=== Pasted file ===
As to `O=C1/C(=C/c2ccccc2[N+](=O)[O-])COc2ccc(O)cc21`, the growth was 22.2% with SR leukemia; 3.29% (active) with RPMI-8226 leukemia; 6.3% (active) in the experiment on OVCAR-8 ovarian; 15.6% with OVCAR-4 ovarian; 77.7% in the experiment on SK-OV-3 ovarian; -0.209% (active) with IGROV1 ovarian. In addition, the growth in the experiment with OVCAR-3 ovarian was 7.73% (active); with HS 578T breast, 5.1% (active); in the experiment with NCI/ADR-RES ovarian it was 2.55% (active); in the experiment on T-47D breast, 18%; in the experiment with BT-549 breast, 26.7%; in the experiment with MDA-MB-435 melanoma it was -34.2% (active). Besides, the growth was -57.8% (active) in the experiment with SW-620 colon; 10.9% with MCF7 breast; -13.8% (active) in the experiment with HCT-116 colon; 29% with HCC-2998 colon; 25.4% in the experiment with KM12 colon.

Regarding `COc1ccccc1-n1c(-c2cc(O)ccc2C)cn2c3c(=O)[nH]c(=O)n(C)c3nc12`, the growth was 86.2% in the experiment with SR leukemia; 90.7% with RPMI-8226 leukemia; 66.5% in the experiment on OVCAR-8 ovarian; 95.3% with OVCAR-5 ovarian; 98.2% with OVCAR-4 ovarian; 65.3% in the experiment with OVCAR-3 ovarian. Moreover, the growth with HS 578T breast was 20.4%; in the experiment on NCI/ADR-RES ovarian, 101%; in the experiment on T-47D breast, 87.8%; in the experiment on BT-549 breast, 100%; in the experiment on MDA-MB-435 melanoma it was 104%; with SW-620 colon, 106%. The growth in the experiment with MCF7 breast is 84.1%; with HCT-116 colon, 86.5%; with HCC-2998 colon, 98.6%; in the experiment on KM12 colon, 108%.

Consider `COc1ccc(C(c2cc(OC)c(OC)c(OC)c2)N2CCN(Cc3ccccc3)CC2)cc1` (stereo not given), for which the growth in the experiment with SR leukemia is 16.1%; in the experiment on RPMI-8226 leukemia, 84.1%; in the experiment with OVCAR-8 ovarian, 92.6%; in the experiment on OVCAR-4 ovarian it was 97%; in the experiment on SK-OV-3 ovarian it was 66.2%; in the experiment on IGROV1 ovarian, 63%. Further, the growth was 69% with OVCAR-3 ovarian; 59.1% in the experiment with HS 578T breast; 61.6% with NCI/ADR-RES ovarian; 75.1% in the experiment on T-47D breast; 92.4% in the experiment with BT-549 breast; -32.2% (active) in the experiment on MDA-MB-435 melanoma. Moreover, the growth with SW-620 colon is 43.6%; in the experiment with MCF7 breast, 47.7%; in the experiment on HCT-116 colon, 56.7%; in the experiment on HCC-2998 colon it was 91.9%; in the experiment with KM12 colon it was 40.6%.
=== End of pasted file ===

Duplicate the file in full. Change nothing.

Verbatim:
As to `O=C1/C(=C/c2ccccc2[N+](=O)[O-])COc2ccc(O)cc21`, the growth was 22.2% with SR leukemia; 3.29% (active) with RPMI-8226 leukemia; 6.3% (active) in the experiment on OVCAR-8 ovarian; 15.6% with OVCAR-4 ovarian; 77.7% in the experiment on SK-OV-3 ovarian; -0.209% (active) with IGROV1 ovarian. In addition, the growth in the experiment with OVCAR-3 ovarian was 7.73% (active); with HS 578T breast, 5.1% (active); in the experiment with NCI/ADR-RES ovarian it was 2.55% (active); in the experiment on T-47D breast, 18%; in the experiment with BT-549 breast, 26.7%; in the experiment with MDA-MB-435 melanoma it was -34.2% (active). Besides, the growth was -57.8% (active) in the experiment with SW-620 colon; 10.9% with MCF7 breast; -13.8% (active) in the experiment with HCT-116 colon; 29% with HCC-2998 colon; 25.4% in the experiment with KM12 colon.

Regarding `COc1ccccc1-n1c(-c2cc(O)ccc2C)cn2c3c(=O)[nH]c(=O)n(C)c3nc12`, the growth was 86.2% in the experiment with SR leukemia; 90.7% with RPMI-8226 leukemia; 66.5% in the experiment on OVCAR-8 ovarian; 95.3% with OVCAR-5 ovarian; 98.2% with OVCAR-4 ovarian; 65.3% in the experiment with OVCAR-3 ovarian. Moreover, the growth with HS 578T breast was 20.4%; in the experiment on NCI/ADR-RES ovarian, 101%; in the experiment on T-47D breast, 87.8%; in the experiment on BT-549 breast, 100%; in the experiment on MDA-MB-435 melanoma it was 104%; with SW-620 colon, 106%. The growth in the experiment with MCF7 breast is 84.1%; with HCT-116 colon, 86.5%; with HCC-2998 colon, 98.6%; in the experiment on KM12 colon, 108%.

Consider `COc1ccc(C(c2cc(OC)c(OC)c(OC)c2)N2CCN(Cc3ccccc3)CC2)cc1` (stereo not given), for which the growth in the experiment with SR leukemia is 16.1%; in the experiment on RPMI-8226 leukemia, 84.1%; in the experiment with OVCAR-8 ovarian, 92.6%; in the experiment on OVCAR-4 ovarian it was 97%; in the experiment on SK-OV-3 ovarian it was 66.2%; in the experiment on IGROV1 ovarian, 63%. Further, the growth was 69% with OVCAR-3 ovarian; 59.1% in the experiment with HS 578T breast; 61.6% with NCI/ADR-RES ovarian; 75.1% in the experiment on T-47D breast; 92.4% in the experiment with BT-549 breast; -32.2% (active) in the experiment on MDA-MB-435 melanoma. Moreover, the growth with SW-620 colon is 43.6%; in the experiment with MCF7 breast, 47.7%; in the experiment on HCT-116 colon, 56.7%; in the experiment on HCC-2998 colon it was 91.9%; in the experiment with KM12 colon it was 40.6%.